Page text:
Every day around the world, approximately 39,000 girls under the age of 18 get married, often against their will. An estimated 140 million girls will become child brides between 2011 and 2020. Girls who are married as children are robbed of their youth, their education, their health, and their futures.
As a key player in shaping global development priorities—priorities that include education, health care, food security, economic empowerment, and ending violence against women and girls—the United States has an important role in ending early and forced marriage worldwide. We can’t achieve real, sustainable development without protecting and securing the right of all girls to decide if, when, and whom they marry.
Passed on February 28, 2013, the Violence Against Women Act (VAWA) created a mandate for the U.S. State Department and other federal agencies to produce a comprehensive strategy to end child marriage. More than a year has passed since VAWA, and we are still waiting for that strategy.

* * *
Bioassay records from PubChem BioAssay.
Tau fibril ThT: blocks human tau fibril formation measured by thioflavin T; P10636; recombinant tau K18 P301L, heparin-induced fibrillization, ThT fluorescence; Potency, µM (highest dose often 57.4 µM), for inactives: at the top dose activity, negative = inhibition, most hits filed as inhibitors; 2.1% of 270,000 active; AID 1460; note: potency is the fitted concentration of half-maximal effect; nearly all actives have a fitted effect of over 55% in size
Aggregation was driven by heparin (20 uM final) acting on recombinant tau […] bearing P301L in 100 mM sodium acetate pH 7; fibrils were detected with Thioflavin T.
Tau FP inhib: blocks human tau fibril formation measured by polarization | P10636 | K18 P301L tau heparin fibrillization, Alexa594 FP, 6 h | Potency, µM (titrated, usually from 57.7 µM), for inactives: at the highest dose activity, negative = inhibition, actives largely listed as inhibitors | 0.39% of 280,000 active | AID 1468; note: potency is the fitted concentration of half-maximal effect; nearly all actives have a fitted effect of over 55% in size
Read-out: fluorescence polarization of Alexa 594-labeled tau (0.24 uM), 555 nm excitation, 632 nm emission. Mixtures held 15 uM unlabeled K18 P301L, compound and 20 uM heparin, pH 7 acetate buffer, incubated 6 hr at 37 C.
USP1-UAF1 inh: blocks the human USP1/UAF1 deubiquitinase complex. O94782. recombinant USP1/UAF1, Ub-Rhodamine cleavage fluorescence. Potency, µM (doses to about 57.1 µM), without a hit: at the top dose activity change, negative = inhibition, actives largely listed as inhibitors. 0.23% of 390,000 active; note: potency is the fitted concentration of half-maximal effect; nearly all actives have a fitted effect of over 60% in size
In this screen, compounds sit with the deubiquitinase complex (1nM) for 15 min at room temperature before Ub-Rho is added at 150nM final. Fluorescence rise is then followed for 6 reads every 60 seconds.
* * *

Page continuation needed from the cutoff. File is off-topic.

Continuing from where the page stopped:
On the one-year anniversary of the signing of VAWA, IWHC and Girls Not Brides USA launched #Lead4Girls, a campaign that calls on Secretary of State John Kerry to fulfill the State Department’s mandate under VAWA. We know what works to prevent child marriage and support girls who have already been forced to marry. Now is the time for the U.S. government to translate rhetoric into strategic policies and programs that have been proven to work.
Let’s give girls a choice, and a chance, for a real future. Join us in calling on Secretary Kerry to #Lead4Girls and end child worldwide.
Laws against child marriage are important, but groups like Aahung are showing how community outreach is just as critical.
2015 was a momentous year for women—a year of impressive achievements but also extreme hardship. Here are our highlights for 2015.
This fall, the Obama Administration made a decision that seems to be a step forward for sexual rights. But is it?
Africa has the highest rates of child marriage in the world—1 in 3 girls are married before the age of 18—so the issue demands immediate action there.